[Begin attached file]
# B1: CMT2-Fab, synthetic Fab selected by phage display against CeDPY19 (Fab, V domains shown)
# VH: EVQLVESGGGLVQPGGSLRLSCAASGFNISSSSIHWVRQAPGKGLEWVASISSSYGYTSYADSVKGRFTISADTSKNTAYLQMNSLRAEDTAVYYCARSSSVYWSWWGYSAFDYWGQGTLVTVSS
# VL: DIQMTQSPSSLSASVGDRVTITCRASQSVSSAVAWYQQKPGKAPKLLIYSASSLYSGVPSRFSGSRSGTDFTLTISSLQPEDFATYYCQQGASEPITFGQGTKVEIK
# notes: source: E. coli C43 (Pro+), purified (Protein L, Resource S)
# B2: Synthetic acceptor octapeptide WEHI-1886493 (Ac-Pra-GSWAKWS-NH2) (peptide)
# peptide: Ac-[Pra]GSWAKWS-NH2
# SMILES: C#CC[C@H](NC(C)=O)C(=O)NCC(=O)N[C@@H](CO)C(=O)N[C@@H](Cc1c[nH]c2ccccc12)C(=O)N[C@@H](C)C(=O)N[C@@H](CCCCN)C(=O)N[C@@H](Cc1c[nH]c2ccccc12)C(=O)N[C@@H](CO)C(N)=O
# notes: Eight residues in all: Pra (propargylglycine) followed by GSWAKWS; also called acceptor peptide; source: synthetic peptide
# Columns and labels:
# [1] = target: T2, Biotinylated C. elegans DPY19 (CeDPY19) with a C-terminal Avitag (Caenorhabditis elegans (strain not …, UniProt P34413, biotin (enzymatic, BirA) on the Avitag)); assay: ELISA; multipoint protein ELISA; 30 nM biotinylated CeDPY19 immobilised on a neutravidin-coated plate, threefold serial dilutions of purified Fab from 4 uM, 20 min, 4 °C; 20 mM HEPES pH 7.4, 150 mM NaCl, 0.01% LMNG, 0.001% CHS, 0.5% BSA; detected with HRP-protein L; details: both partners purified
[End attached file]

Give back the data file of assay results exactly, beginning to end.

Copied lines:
# B1: CMT2-Fab, synthetic Fab selected by phage display against CeDPY19 (Fab, V domains shown)
# VH: EVQLVESGGGLVQPGGSLRLSCAASGFNISSSSIHWVRQAPGKGLEWVASISSSYGYTSYADSVKGRFTISADTSKNTAYLQMNSLRAEDTAVYYCARSSSVYWSWWGYSAFDYWGQGTLVTVSS
# VL: DIQMTQSPSSLSASVGDRVTITCRASQSVSSAVAWYQQKPGKAPKLLIYSASSLYSGVPSRFSGSRSGTDFTLTISSLQPEDFATYYCQQGASEPITFGQGTKVEIK
# notes: source: E. coli C43 (Pro+), purified (Protein L, Resource S)
# B2: Synthetic acceptor octapeptide WEHI-1886493 (Ac-Pra-GSWAKWS-NH2) (peptide)
# peptide: Ac-[Pra]GSWAKWS-NH2
# SMILES: C#CC[C@H](NC(C)=O)C(=O)NCC(=O)N[C@@H](CO)C(=O)N[C@@H](Cc1c[nH]c2ccccc12)C(=O)N[C@@H](C)C(=O)N[C@@H](CCCCN)C(=O)N[C@@H](Cc1c[nH]c2ccccc12)C(=O)N[C@@H](CO)C(N)=O
# notes: Eight residues in all: Pra (propargylglycine) followed by GSWAKWS; also called acceptor peptide; source: synthetic peptide
# Columns and labels:
# [1] = target: T2, Biotinylated C. elegans DPY19 (CeDPY19) with a C-terminal Avitag (Caenorhabditis elegans (strain not …, UniProt P34413, biotin (enzymatic, BirA) on the Avitag)); assay: ELISA; multipoint protein ELISA; 30 nM biotinylated CeDPY19 immobilised on a neutravidin-coated plate, threefold serial dilutions of purified Fab from 4 uM, 20 min, 4 °C; 20 mM HEPES pH 7.4, 150 mM NaCl, 0.01% LMNG, 0.001% CHS, 0.5% BSA; detected with HRP-protein L; details: both partners purified